We’re in a world where visual communication increasingly takes place online, and GIFs are on the rise. GIF (pronounced “JIF”), is an acronym for Graphics Interchange Format. GIF was introduced back in 1987 by Steve Wilhite of CompuServe as a way to present a moving image. Whether they are funny memes to describe a reaction or a brief step-by-step tutorial, a GIF can convey a message in seconds. Here are some of the key reasons why knowing your way around motion graphics and having a good understanding of the basics of creating a GIF is essential.
GIFs have the potential to be a lot more useful to brands. According to Tenor, the creator of GIF keyboard, the company pulled search data on four big marketers for Adweek: Domino’s, Netflix, Coca-Cola, and Starbucks. The findings included the following: Caffeine lovers search for “Good morning” 2.1 million times per month before using a Starbucks-branded GIF. 8 million searches for “goodnight” and 900,000 for “hangover” are connected to Domino’s. Netflix fans search for “sad” 6 million times per month which results in finding GIFs featuring the site’s shows and characters. And finally, people search for “dance” 12.9 million times before clicking on GIFs related to Coca-Cola.
Cheaper than Video Production
Not only are GIFs easy and fast to create, but they are also cheaper to produce compared to full video production. Yes, this minus scripting, audio recording, storyboarding, designing and editing! A one minute video takes about a few weeks to produce (even more) with high production costs while a 10-second single GIF may take a few minutes (or less).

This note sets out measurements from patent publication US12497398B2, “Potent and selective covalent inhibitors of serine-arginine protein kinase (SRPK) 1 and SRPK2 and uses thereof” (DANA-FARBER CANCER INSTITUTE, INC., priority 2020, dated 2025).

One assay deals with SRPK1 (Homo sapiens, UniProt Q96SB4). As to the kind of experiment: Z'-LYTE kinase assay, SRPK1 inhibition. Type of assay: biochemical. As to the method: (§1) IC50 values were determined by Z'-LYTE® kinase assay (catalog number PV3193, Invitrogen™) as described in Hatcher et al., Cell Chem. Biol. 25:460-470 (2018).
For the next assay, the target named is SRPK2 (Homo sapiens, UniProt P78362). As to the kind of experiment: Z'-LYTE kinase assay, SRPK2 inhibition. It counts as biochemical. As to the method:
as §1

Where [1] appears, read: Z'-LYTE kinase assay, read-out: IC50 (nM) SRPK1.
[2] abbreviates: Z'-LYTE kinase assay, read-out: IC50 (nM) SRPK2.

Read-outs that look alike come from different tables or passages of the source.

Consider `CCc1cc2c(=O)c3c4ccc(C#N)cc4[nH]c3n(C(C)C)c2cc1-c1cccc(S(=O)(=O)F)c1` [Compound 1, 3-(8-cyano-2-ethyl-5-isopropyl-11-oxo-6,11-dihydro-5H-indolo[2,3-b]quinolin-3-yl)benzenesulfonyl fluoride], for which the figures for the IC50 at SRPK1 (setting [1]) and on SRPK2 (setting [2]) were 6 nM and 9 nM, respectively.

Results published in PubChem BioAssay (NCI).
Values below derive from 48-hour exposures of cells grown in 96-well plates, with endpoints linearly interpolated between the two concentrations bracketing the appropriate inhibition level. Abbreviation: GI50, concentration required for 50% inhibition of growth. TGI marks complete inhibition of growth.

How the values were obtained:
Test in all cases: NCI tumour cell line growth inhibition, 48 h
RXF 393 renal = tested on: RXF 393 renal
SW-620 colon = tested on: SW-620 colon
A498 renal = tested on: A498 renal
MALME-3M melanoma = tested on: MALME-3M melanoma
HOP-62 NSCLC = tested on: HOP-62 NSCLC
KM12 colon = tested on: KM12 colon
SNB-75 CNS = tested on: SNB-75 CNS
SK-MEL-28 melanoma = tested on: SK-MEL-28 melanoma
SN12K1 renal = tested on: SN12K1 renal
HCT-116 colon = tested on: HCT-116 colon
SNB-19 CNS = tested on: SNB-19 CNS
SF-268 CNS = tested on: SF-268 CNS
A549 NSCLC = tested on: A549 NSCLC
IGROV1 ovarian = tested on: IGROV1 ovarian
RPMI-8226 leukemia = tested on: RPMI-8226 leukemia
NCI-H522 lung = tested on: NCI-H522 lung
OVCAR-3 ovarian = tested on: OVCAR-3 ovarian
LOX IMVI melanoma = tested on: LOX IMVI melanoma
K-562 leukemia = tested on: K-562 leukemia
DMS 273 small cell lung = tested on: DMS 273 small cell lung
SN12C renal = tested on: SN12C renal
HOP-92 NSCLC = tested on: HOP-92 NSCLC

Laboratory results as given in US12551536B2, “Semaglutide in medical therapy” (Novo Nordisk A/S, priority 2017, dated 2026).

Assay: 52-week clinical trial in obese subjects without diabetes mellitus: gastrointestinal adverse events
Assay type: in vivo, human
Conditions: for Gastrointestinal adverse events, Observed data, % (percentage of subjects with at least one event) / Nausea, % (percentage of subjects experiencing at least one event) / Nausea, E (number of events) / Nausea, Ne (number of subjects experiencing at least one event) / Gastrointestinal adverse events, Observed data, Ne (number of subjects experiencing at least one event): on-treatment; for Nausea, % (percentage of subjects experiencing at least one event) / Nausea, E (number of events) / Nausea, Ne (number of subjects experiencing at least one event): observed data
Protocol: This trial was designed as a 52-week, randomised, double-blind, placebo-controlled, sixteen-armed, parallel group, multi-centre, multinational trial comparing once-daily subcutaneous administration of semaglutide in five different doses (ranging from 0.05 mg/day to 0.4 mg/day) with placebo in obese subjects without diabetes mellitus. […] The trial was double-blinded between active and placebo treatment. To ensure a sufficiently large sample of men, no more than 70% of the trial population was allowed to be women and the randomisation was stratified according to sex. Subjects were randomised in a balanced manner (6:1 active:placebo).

GIFs are Mobile-Friendly
A GIF file size is significantly smaller than a video, allowing them to load faster. They use lossless compression and include a maximum of 256 colors. The quick loading time in all popular content management systems makes GIFs compatible to view in all devices.
More Receptive than Traditional Static Images
According to Dell, the company saw impressive results from its first GIF-centered email campaign, as it measured:
- 6% increase in open rate
- 42% increase in click rate
- 103% increase in conversion rate
- 109% increase in revenue
At work, I have incorporated GIFs into my email promotions to inform the audience about new products as soon as they open their email. GIFs help display featured products and services in action. Keep in mind that some email clients (older Outlook versions) may not be able to play the entire animation– instead, it will only show the first frame. It’s best to have a strong call-to-action in case the GIF is incompatible.
If you’re interested in creating GIFs but don’t have any experience with Photoshop, here are some resources I recommend:
- Giphy GIFMaker – Fast and easy GIF creation. You can drag and drop a video file, or enter a video URL from YouTube, Vimeo, or another GIPHY page. You can also upload a series of photos to create an animated photo slideshow. Once you’ve uploaded your file, you’ll be taken to a screen where you can begin editing your GIF with captions and stickers.
- GiphyCapture (for MAC users) – You can capture anything on your screen and turn it into a GIF with a couple of clicks. This is a great tool for tutorials.
- Gyazo (for Windows, Mac, iPhone, and Android) — In case you do not have a MAC computer, Gyazo is also another tool to turn your screen captures into GIFs.
If you would like to create more eye-catching GIF with imagery that fits the mood of the message, contact Avidbits to customize your GIF. We use other tools such as Photoshop and After FX to create dynamic animations. Here is an image example: